Guest Blog

Originally published on Feb 1, 2013

Over 5 years ago, Chuck wrote an article for the Epilepsy Foundation's national publication entitled, "In My Own Words".  I was reminded of it recently and decided to post it.  The amazing history of this article is that it is the reason we finally got our diagnosis.  At the time the article was written, all we knew was that Shelby had an unknown seizure disorder.  After it was published, we got a call from a mom of a Dravet child who read the article.  She told me that Shelby sounded just like her son and she thought we should be tested for Dravet Syndrome.  I blew her off.  At this point, I felt like Shelby had been tested for everything under the sun and we had spoken often with well-meaning people who "knew" what was wrong with Shelby and what we needed to do to fix her.  This sweet mom asked me to look up their website.  That site is now called  What I read there could have been written about Shelby.  I knew immediately that Shelby had Dravet Syndrome - although we waited 6 months for the offical test results.  This article, and the wonderful community of Dravet parents are responsible for better medical care of our precious daughter.  Below are my husband's thoughts on Shelby 5 years ago:

Life is full of surprises and having a child born with a disorder I knew nothing about was a big one.

It’s funny how you can become an expert on something when you need to be. And I needed to be. My daughter Shelby began having generalized tonic clonic seizures over seven years ago. She wasn’t even 5 months old. My wife and I were petrified. How things have changed. Her “events” have changed in type, frequency and duration many times. They seem so commonplace now. Shelby’s seizures are a part of everyday life. A day WITHOUT a seizure is now a big event.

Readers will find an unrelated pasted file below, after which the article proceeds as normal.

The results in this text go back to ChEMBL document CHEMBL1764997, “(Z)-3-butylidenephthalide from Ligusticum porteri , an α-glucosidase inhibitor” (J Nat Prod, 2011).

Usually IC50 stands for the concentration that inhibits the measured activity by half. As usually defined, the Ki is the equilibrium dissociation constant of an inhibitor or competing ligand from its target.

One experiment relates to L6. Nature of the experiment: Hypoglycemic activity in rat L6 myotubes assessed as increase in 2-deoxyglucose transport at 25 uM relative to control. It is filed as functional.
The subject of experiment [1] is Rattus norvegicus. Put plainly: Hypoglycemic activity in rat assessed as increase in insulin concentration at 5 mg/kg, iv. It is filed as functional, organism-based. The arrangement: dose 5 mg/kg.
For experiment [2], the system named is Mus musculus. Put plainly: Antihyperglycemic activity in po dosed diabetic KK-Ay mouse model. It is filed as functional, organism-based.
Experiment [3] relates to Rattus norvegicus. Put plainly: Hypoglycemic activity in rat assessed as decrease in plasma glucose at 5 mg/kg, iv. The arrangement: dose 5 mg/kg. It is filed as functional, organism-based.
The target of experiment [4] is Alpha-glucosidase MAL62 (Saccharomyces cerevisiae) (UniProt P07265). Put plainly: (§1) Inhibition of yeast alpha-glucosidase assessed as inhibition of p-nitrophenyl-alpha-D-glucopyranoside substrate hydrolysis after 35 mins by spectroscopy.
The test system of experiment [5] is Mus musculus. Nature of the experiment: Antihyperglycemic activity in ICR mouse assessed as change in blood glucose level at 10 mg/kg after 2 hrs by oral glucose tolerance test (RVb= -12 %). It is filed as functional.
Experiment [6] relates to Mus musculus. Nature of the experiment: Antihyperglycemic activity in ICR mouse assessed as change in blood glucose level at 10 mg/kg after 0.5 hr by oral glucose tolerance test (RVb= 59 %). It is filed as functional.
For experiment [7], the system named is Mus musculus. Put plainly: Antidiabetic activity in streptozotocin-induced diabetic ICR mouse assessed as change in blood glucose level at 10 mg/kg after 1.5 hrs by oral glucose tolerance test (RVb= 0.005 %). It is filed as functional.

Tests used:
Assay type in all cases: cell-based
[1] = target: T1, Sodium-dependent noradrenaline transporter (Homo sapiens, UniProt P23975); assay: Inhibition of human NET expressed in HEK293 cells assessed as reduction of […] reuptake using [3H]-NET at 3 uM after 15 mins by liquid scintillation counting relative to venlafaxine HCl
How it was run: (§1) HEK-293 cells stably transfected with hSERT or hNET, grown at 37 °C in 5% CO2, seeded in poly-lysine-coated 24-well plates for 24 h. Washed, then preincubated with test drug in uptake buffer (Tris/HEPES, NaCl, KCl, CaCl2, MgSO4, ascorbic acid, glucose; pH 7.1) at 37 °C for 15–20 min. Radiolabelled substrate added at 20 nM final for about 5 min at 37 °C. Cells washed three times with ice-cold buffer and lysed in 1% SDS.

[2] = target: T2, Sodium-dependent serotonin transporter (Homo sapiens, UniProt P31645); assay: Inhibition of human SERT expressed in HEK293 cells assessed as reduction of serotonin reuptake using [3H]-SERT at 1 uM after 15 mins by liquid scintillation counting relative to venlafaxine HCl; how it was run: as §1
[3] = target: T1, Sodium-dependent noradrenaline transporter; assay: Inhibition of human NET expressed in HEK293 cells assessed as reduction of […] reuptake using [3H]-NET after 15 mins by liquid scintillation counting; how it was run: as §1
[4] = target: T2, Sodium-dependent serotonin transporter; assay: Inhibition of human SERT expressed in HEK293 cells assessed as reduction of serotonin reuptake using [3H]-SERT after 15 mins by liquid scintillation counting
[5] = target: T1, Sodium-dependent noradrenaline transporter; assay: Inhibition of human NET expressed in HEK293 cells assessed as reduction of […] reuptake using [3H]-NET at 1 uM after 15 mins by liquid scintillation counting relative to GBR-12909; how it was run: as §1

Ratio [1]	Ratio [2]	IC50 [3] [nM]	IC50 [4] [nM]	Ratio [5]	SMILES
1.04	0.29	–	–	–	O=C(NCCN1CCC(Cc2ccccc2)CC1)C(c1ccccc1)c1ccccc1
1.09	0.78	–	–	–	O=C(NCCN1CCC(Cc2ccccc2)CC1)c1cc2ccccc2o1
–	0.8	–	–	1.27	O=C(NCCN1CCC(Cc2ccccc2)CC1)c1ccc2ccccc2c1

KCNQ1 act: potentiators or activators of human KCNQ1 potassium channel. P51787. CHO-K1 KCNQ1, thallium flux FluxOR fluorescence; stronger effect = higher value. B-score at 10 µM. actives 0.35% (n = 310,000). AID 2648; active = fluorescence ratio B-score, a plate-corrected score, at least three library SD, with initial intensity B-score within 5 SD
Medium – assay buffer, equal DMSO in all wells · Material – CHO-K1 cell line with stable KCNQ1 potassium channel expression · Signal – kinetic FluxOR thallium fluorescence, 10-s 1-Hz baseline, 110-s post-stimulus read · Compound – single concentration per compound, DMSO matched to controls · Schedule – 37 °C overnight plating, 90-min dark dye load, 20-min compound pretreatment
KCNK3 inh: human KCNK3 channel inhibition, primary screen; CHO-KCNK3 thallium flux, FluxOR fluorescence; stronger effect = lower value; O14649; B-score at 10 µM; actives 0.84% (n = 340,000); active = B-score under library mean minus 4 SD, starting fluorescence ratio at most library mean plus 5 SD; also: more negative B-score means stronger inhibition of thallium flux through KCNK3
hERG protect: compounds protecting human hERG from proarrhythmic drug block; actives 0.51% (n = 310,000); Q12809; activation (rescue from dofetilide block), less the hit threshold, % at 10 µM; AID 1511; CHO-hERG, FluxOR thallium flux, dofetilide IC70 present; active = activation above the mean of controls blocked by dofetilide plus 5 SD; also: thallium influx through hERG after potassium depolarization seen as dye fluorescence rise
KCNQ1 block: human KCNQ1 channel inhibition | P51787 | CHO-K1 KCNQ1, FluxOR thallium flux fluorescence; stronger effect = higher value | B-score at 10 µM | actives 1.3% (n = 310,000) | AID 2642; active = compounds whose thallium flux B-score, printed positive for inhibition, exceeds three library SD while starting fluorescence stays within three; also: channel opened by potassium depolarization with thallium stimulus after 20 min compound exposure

It’s a helpless feeling to watch my child suffer. The helplessness multiplies as we try endless pharmaceutical combinations and treatments hoping that the next one will bring control. To date, control has eluded us. Because of this, we can’t hire a teenager to baby sit. We have to rely on trusted adults to volunteer and we cherish our precious time out. Shelby has severe developmental delays. She developed on the slow side of normal until she was 18 months old, at which time we saw an abrupt halt in progress. In all the years since, she has only gained about four months’ worth of intellectual, social and physical development. At 7 years old, Shelby operates like a child not quite 2. She speaks in one-word utterances, can’t run and needs help feeding herself. She has grown so big that changing her diaper has become one of the biggest challenges of all. We spend our time running from doctors to therapists and meetings at school. Sometimes, I mourn the fact that my daughter will probably never live independently. And today, I mourn the stacks of medical bills waiting to be paid, and yet...

Shelby is a wonderful gift from God. I have watched her bring out the best in those around her as children—normally so self-centered—learn sensitivity and how to nurture someone who is different. Shelby’s special gift is love. She brightens the day of many strangers as she asks for hugs wherever we go. We call her our world-champion cuddler. She loves to sit in my lap and snuggle. Shelby has prompted the involvement of our entire family with the Epilepsy Foundation. My wife, mother and mother-inlaw wrote a book about Shelby that introduces young children to seizure disorders. I serve on my local board and raise money to increase epilepsy awareness and improve the lives of those who suffer with the disorder.

At times, I find myself focusing on my daughter as a cause—something to be fixed. But it would be a tragedy to keep thinking that way and miss the blessings of today. I pray for Shelby to be healed and I wish she were developmentally appropriate. But the bottom line is, if Shelby never gets any better, my life is so much richer because she’s in it. I know a lot of others who would say the same thing.